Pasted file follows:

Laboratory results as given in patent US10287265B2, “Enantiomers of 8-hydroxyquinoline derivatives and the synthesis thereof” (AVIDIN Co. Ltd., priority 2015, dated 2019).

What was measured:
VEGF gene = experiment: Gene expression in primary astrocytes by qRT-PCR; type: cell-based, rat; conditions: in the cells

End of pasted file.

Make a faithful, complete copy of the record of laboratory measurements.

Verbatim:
Laboratory results as given in patent US10287265B2, “Enantiomers of 8-hydroxyquinoline derivatives and the synthesis thereof” (AVIDIN Co. Ltd., priority 2015, dated 2019).

What was measured:
VEGF gene = experiment: Gene expression in primary astrocytes by qRT-PCR; type: cell-based, rat; conditions: in the cells